Sure, like 1994, it's rent-a-city all over again. But what a group of tenants.
Your city really isn't your own during an international sporting event such as the FIFA 2007 Under-20 World Cup. But that's what you want, isn't it, when you bid to play host?
There haven't been scenes like this on Cook Street since, well, maybe ever. There were the Nigerians, some in the flowing national gown, and the Japanese fans in blue. And one guy was hedging his bets with half his face painted with the yellow sun symbol of Uruguay and the other half with the red sun symbol of Japan.
Zambian natives and U.S. residents Chalwe Musosha of Dallas and Victor Mwaba of Birmingham, Ala., stood on Cook Street after the games proudly displaying their green T-shirts reading: "Zambia. We Believe."
They were happy with the hospitality shown the team in Burnaby and Victoria but very upset over Canadian media reports that most of the Zambian players were AIDS orphans. Not true, they said, and a typical stereotype of Africa.
It was all part of the passing parade inside and outside Royal Athletic Park. The human swirl of emotion, colour and attire may be what a World Cup is all about.
Maybe this is why they call it the Beautiful Game, off and on the pitch.
For one beautiful, joyous moment, the Zambian players were kids again and did head-flips and cartwheels on the lush new turf of Royal Athletic Park after going up 2-0 on favoured Uruguay.
The crowd loved it. It mattered little that this was the worst possible news for the floundering host Team Canada. The last thing it needed was another minnow nation guaranteeing itself a playoff berth and leaving Canada one less spot to claim.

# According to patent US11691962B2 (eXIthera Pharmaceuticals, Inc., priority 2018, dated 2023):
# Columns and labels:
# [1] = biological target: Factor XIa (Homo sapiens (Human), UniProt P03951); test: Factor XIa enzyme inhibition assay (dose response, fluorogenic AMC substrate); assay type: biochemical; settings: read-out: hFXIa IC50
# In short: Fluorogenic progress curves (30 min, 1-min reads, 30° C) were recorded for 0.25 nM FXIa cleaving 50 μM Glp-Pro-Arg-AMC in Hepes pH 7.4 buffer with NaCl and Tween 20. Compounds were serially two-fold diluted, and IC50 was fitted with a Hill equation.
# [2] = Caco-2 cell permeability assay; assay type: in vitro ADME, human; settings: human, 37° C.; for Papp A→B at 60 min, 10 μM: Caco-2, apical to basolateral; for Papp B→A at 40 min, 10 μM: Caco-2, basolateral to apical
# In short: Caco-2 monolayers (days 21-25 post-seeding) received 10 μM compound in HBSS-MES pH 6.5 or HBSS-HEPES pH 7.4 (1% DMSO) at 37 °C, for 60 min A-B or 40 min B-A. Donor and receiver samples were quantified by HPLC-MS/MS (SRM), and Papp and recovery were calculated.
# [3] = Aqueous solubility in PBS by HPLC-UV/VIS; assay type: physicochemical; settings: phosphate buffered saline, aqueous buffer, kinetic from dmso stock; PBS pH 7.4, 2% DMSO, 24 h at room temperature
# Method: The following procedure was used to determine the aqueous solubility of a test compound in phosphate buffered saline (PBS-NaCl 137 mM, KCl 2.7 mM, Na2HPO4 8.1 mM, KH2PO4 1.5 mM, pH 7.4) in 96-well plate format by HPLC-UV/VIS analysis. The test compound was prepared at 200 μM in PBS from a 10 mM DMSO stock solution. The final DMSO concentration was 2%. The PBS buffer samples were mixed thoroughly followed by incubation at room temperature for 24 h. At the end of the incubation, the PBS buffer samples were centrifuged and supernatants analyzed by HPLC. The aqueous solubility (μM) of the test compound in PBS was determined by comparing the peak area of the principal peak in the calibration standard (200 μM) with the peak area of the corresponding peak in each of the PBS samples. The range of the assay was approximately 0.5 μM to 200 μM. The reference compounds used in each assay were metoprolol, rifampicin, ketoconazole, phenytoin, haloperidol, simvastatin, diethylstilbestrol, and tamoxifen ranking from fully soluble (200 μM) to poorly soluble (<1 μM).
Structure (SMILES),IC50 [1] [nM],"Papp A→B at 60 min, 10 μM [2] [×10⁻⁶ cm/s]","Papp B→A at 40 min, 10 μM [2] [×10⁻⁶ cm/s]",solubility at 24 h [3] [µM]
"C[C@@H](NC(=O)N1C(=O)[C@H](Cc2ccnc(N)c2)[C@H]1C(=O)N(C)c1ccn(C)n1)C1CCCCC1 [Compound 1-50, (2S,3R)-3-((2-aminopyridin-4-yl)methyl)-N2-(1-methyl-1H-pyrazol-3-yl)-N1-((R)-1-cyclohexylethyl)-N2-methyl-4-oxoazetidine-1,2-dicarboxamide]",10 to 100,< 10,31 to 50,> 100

But who would begrudge the Green Buffalos -- as the Zambian teams are rather colourfully known -- their brief moment of unabashed happiness? With the many pro scouts watching this tournament, it might even lead them out of Africa to a better life overseas.
It wasn't the result that friends Holly Sponaugle, Nicole French and Anna Negrin of Lantzville were hoping for as they came decked head-to-foot in Uruguayan colours and gear. Sponaugle spent time in Montevideo as part of an exchange program.
"The Uruguayan fans are very passionate," noted Sponaugle, recalling her time in the South American country, which has won two World Cups.
Canadian fans could find some connection to each of the four countries playing yesterday at RAP -- Zambia and Nigeria are fellow Commonwealth countries, Uruguay a Pan American nation and Japan from the Pacific Rim.
And when the Czech Republic comes to town to play Japan in the Round of Sixteen playoff game Wednesday, there will be the common bond of ice hockey.
The kids -- obviously locals -- with faces painted in the colours of Nigeria or Japan, showed there is plenty of soccer passion to go around in the B.C. capital, too. Before the World Cup, there were concerns of "being held captive" during group round doubleheaders in the six stadiums across Canada because of the strict no in-out privileges during FIFA events. The question now, after six of the seven games here, is who wouldn't want to be held captive in such an atmosphere?